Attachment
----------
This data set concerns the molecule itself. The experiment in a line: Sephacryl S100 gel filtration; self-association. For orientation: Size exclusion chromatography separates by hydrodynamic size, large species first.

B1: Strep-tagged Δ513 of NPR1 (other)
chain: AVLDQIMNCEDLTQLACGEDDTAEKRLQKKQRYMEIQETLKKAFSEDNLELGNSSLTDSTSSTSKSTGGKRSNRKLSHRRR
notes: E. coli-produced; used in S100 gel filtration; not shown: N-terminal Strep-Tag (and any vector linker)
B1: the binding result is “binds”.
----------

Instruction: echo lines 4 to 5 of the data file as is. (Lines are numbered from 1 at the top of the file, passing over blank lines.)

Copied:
notes: E. coli-produced; used in S100 gel filtration; not shown: N-terminal Strep-Tag (and any vector linker)
B1: the binding result is “binds”.